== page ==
COVID-19 has changed the way we live, and spread anxiety, fear, economic hardship and social isolation around the world. Sadly, these aren’t new normals for everyone. The virus has put into focus the complex and daily challenges that people have been living with for years, while highlighting their strength and resilience, writes Tanja Humphries, Manager of the Accommodation Support Program (ASP).
Centacare’s Accommodation Support Program (ASP) is a recovery-oriented rehabilitation and support service for people living with mental illness in Mount Gambier, Clare and the Barossa Valley.
Unique geographical factors in these regions compound the risk of natural disasters, but they also create a stoic community spirit to face challenges together. This connection proved pivotal as ASP Support Workers Sue, Carole and Clare moved quickly to assist our most vulnerable when COVID-19 took hold earlier this year.
Long before the health pandemic, the trio was often the only human contact ASP clients had from week to week. Finding new ways to meet up with them when traditional venues closed was therefore crucial.
Reassuring hands held phones out for clients as they spoke to doctors, counsellors and other service providers on loud speaker in parks and backyards. On other days, the team took to the streets and went walking with those they support, always keeping 1.5m apart. Clients relished the exercise which, in some cases, led to weight loss and a decrease in smoking.
With a chair and thermos of coffee in tow, Carole met people anywhere and everywhere including on the roadside. She discovered a local community garden with an open shelter shed. After meeting here regularly, clients were inspired to become members and garden volunteers. They found friendship and meaning in their new responsibilities.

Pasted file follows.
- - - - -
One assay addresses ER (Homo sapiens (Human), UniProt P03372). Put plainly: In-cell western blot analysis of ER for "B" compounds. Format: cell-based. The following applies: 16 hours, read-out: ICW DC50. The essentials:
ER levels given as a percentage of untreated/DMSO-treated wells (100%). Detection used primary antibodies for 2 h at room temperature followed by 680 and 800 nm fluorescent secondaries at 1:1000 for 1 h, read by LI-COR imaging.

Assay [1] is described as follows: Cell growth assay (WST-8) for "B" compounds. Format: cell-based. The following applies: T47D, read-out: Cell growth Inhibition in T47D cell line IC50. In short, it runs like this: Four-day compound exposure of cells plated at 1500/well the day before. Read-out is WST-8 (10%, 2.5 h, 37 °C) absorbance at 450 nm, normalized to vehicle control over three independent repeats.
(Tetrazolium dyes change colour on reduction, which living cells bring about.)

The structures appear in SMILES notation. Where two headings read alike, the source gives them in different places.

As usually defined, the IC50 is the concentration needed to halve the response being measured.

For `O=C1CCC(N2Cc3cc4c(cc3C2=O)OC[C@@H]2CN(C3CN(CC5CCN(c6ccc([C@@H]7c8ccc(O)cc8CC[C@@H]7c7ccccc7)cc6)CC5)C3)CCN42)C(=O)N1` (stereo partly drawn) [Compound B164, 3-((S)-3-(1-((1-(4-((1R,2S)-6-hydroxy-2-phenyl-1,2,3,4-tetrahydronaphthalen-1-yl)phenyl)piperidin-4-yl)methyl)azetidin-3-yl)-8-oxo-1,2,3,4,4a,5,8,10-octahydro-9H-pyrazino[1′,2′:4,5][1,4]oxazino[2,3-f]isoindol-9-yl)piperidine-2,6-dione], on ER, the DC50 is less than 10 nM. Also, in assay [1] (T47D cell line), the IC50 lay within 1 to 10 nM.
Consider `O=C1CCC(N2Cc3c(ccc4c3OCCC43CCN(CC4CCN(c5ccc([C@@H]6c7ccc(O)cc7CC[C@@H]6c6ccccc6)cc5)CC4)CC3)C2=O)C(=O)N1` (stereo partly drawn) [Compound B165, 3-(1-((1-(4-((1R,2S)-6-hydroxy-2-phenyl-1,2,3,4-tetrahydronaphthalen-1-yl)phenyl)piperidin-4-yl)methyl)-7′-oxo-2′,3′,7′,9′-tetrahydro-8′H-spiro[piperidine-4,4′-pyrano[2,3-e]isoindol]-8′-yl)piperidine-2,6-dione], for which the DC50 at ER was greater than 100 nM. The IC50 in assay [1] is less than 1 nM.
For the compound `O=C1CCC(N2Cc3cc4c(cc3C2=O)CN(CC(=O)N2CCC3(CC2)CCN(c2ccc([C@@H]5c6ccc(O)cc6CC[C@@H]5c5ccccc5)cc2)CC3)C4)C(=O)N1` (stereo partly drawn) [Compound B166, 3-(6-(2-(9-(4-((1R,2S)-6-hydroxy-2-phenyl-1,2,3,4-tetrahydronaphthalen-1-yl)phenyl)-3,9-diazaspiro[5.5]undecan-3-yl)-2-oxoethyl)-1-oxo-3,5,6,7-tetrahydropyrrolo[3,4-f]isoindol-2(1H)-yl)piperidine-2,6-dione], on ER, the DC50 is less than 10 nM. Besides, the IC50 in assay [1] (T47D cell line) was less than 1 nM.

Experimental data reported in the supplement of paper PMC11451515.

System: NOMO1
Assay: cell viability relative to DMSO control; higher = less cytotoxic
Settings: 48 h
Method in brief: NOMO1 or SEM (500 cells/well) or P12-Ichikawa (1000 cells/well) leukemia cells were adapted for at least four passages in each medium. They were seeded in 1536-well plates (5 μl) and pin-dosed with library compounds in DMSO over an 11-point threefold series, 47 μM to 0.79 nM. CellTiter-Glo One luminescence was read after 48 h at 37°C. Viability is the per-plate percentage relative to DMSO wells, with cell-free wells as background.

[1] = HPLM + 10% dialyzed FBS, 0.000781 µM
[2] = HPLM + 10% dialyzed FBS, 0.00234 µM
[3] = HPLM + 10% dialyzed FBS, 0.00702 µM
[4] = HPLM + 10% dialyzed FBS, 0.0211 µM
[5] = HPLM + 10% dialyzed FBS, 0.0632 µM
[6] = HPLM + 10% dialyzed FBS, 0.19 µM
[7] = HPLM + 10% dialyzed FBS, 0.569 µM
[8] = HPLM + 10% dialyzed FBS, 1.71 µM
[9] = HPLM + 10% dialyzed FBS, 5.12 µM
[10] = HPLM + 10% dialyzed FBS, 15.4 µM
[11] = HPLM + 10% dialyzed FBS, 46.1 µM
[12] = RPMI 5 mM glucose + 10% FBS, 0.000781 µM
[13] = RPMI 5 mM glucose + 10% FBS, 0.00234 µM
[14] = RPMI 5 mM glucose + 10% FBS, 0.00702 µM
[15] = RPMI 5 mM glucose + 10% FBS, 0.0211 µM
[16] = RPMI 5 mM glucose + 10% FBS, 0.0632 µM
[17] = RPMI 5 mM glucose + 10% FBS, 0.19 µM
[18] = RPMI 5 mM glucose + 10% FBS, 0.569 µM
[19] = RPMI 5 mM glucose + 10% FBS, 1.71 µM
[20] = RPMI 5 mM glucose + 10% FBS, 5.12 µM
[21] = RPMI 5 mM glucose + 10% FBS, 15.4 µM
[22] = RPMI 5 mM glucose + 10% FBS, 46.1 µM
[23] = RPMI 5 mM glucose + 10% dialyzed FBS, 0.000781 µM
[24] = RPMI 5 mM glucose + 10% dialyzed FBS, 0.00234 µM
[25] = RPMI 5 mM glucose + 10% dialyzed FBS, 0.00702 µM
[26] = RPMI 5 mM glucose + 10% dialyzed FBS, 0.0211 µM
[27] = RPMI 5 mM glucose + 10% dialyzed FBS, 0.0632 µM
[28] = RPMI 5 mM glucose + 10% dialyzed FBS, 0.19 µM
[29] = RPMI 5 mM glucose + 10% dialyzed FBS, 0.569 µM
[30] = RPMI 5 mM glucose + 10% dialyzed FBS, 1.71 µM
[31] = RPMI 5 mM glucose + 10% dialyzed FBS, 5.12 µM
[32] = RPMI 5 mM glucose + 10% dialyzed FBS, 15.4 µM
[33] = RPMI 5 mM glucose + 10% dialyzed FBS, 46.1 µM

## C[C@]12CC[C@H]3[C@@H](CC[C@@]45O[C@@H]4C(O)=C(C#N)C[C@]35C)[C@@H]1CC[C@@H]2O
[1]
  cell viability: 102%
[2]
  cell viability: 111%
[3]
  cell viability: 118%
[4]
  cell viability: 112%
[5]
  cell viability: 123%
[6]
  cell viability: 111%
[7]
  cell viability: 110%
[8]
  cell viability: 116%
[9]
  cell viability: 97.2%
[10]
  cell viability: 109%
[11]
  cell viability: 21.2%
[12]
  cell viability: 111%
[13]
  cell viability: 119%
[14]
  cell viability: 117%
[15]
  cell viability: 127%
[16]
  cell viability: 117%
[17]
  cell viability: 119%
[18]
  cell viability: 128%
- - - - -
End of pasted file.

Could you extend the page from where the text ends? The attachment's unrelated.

Despite the team’s determination to maintain outreach support, this was not always possible. For Barossa Valley-based Sue, it was particularly challenging when a COVID-19 cluster forced the district into even stricter lockdown. Instead, Sue hit the phone and listened as clients grew in confidence after managing tasks they’d once felt were beyond them.
Clare facilitated meditation support for people who could no longer participate in library sessions. When the weather allowed, she’d take her picnic rug and undertake socially distanced meditation in the parks.
With all of the anxiety, new ways of living, working, and socialising that the pandemic has caused, it has given the wider community a unique insight into the challenges ASP clients face daily.
As a team, ASP support workers have also learned to be flexible, and gained a greater appreciation for the service they provide.